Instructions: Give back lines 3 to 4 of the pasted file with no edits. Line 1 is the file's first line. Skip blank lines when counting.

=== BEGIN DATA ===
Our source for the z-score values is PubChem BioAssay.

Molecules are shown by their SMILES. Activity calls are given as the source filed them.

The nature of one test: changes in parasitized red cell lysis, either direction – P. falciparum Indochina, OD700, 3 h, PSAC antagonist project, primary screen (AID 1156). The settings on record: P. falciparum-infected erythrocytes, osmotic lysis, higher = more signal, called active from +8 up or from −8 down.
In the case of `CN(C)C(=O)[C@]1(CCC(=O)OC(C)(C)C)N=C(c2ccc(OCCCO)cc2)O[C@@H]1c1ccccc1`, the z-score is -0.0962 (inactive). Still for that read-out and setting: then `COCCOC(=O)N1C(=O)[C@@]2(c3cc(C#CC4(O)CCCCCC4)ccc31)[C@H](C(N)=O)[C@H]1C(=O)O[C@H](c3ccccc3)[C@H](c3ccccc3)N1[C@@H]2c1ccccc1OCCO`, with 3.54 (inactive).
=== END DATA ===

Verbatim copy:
The nature of one test: changes in parasitized red cell lysis, either direction – P. falciparum Indochina, OD700, 3 h, PSAC antagonist project, primary screen (AID 1156). The settings on record: P. falciparum-infected erythrocytes, osmotic lysis, higher = more signal, called active from +8 up or from −8 down.
In the case of `CN(C)C(=O)[C@]1(CCC(=O)OC(C)(C)C)N=C(c2ccc(OCCCO)cc2)O[C@@H]1c1ccccc1`, the z-score is -0.0962 (inactive). Still for that read-out and setting: then `COCCOC(=O)N1C(=O)[C@@]2(c3cc(C#CC4(O)CCCCCC4)ccc31)[C@H](C(N)=O)[C@H]1C(=O)O[C@H](c3ccccc3)[C@H](c3ccccc3)N1[C@@H]2c1ccccc1OCCO`, with 3.54 (inactive).